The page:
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When Did White Wedding Dresses Become Popular?

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Before the 19th century, it was traditional for the bride to wear her favorite attire. There was no color specification as they could wear any color they preferred.

Brides used to wear any dress that they felt they could reuse later. Some colors that brides usually wore included brown, red, russet, and the like. Besides this, there was no particular notion of having a unique dress for the event.

However, the game’s mantra was still the same – the more prosperous the girl, the fancier her dress. Some even wore lush gowns with silver and gold embroidery on them. Given that they would wear these gowns again, making it somewhat worth the investment. So, when did white dresses actually become popular?

When Did White Wedding Dresses Become Popular?

It was Queen Victoria who initiated the trend of white bridal dress. After this, it started gaining popularity. When Queen Victoria married Prince Albert in 1840, it was one of the first royal weddings that gained a lot of paparazzi. She decided to wear a white dress with Honiton lace as her aim was to aid the struggling factory manufacturing this fabric. 

Not only this, but she also chose a flower crown instead of a jeweled tiara. She wanted to create an image that she would be a very considerate and down-to-earth queen. People could not help but notice her unique style when her photos were published and shared worldwide.

Brides at that time followed her trademark style. Soon, it became a wildly popular trend, and most brides started choosing white for their wedding dresses.

White Wedding Dresses Became A Status Symbol

During this time, the white wedding dress also became a status symbol. The brides who copied the trend initiated by the Queen were considered to come from a wealthy background. It was thought that these brides could afford to get their white gowns cleaned after the wedding, which was why they chose white.

Myths Associated with a White Wedding Dress

Colors have always been presumed to leave a huge impact on perceptions. Recently, color psychology has made its way into academics, and we understand how different colors can lead to creating different opinions.

This was a subtle notion in Western societies during the 19th century. The color white was linked with purity, and many brides wore white dresses. However, unlike the current association of white with purity, the color blue was the one that was associated with piety and faithfulness.

Gradually, white started to denote purity as it became more popular. And even though most people associated white with purity, many brides still went for other shades because white required high maintenance.

Mass Popularity of White Wedding Dresses After World War II

After World War II, white dresses became mainstream for weddings. The middle class was still not opting for white-colored dresses. It was after World War II that their ideologies started to change.

During the war period, it was harder to access fancy fabric. Many people were living under the poverty belt. The luxury white fabric was replaced by ordinary fabric in various colors. Some even chose to get their wedding dresses made from parachute silk.

It was after the war that the trends reversed. Tea-length wedding gowns became famous during this period, and styles by fashion icons like Audrey Hepburn were making them even more appealing.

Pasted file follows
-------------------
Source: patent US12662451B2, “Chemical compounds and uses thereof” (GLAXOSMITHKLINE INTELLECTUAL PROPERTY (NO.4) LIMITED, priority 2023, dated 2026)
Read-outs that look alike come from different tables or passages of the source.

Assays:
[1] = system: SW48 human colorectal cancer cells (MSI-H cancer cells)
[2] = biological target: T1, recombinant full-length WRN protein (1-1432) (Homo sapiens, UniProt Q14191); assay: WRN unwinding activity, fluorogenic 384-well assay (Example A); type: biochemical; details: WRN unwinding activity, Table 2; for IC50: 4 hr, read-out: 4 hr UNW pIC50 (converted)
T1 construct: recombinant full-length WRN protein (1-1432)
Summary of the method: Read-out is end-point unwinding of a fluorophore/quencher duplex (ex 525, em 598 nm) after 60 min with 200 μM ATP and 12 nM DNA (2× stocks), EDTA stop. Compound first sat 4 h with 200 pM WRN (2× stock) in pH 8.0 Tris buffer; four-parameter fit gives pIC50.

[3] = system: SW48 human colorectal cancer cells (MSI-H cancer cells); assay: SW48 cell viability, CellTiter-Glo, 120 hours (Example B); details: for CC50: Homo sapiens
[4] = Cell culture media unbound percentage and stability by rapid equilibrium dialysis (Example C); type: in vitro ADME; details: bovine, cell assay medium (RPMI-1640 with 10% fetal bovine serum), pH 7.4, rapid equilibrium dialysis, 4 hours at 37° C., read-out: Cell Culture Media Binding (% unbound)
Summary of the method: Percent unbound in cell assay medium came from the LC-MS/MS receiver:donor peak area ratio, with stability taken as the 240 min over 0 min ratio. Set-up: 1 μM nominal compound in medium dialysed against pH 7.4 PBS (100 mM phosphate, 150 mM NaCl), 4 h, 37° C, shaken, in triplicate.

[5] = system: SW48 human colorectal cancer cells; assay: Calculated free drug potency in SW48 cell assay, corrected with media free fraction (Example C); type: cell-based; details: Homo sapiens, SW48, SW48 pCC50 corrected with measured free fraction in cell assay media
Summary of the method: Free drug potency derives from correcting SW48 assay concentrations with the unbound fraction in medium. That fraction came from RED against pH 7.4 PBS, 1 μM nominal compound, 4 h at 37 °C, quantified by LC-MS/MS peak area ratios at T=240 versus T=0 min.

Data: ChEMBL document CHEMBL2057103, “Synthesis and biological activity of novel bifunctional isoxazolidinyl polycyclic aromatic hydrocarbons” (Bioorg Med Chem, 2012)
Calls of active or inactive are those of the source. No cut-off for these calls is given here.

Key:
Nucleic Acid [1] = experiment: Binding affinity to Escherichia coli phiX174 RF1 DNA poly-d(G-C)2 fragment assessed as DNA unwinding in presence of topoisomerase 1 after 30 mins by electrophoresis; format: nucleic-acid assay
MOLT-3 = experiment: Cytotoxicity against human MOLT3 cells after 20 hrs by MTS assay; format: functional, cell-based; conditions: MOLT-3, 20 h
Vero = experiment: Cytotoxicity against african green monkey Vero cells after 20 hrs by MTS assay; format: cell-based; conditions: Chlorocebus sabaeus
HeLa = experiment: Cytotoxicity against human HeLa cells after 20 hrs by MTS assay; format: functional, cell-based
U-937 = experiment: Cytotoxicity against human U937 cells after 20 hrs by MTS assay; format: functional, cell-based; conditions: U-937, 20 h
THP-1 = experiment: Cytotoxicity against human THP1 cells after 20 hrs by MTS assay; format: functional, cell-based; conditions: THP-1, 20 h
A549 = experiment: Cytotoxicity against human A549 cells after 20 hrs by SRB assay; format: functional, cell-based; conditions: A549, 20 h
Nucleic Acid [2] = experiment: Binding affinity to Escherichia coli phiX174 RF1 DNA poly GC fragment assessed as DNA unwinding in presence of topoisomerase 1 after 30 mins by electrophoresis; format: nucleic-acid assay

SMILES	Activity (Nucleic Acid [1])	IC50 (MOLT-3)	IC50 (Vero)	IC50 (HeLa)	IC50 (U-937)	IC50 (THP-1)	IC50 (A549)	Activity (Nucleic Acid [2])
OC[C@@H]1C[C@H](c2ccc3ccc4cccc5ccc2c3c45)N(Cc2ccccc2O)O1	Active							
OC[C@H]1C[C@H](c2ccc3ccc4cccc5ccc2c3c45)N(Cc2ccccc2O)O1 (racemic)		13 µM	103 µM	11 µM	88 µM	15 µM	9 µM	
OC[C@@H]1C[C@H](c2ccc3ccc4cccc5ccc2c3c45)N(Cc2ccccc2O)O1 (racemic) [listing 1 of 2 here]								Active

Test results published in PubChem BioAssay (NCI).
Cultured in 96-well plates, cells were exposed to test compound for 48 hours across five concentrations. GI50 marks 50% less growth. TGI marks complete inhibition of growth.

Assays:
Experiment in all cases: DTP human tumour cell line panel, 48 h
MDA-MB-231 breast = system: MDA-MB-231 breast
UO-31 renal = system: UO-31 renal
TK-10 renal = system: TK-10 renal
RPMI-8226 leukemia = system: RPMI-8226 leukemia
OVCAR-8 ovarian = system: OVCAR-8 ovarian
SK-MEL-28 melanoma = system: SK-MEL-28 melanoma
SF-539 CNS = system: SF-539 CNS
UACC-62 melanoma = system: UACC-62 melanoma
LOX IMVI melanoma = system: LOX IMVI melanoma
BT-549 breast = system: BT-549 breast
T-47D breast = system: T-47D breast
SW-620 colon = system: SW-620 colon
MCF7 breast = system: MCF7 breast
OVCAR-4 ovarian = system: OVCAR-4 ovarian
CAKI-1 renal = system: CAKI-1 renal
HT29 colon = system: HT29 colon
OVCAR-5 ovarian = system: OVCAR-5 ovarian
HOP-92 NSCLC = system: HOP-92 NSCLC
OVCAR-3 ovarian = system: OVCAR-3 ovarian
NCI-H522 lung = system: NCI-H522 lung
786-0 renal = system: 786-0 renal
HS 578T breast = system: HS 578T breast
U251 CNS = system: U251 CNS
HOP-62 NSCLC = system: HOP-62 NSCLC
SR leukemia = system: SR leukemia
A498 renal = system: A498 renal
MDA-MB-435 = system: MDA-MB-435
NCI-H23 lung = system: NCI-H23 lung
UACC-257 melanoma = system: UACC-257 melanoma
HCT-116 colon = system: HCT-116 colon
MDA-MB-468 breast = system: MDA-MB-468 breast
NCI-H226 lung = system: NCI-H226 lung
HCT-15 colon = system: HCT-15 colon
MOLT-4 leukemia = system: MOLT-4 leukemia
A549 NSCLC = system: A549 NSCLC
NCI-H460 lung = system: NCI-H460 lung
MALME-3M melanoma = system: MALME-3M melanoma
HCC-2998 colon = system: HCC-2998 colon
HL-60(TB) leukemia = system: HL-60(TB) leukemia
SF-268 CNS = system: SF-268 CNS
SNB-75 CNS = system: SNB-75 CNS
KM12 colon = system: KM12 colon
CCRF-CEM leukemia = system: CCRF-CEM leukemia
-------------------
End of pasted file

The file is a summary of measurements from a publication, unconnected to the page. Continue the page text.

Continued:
It was also when long wedding gowns were making their way back into fashion. The white wedding dress snapped back into trend when Princess Diana flaunted her royal ivory lace gown. And it has been here for a long time now!

White Wedding Dresses Don’t Extend into the Eastern Culture

When discussing the white wedding dress, know that it is the color preferred in the west. The cultural discrepancies in the Eastern part of the world dictate different color tones for the brides. Brides in European and American cultures are those who opt for white as their wedding dress. 

The perception of the white color is unlike the Western world. People in the East often consider white as the color associated with an unlucky charm.

Red is the color that is preferred for wedding dresses in Asian cultures, such as India and Pakistan. Meanwhile, African brides integrate bright colors in their wedding attire, as determined by trends.

Other Colors Seen in Bridal Attire

The choice of color depends upon your preferences and the wedding theme. Although most designers focus on the white range of wedding dresses, it is not the only choice. In fact, we have noticed colors such as pink, blue, gold, and gray worn by the brides. Some celebrities like Reese Witherspoon and Sarah Jessica Parker opted for non-white wedding dresses.

Despite its long history, choosing a white wedding dress is not always necessary.

Final Thoughts

There is no denying that the white wedding dress has remained a constant trend for brides. Wedding Wire, a dress company, has reported that 85% of the brides still opt for white as their wedding dress color. The famous wedding dress designer Vera Wang states:

“A white wedding gown represents far more than just a dress. It is also the embodiment of a dream.”

Vera Wang

Over time, the preferences of brides have changed, and many fashions have passed. So, when you are looking for an ideal wedding dress, don’t hesitate to follow the trends or go beyond them!

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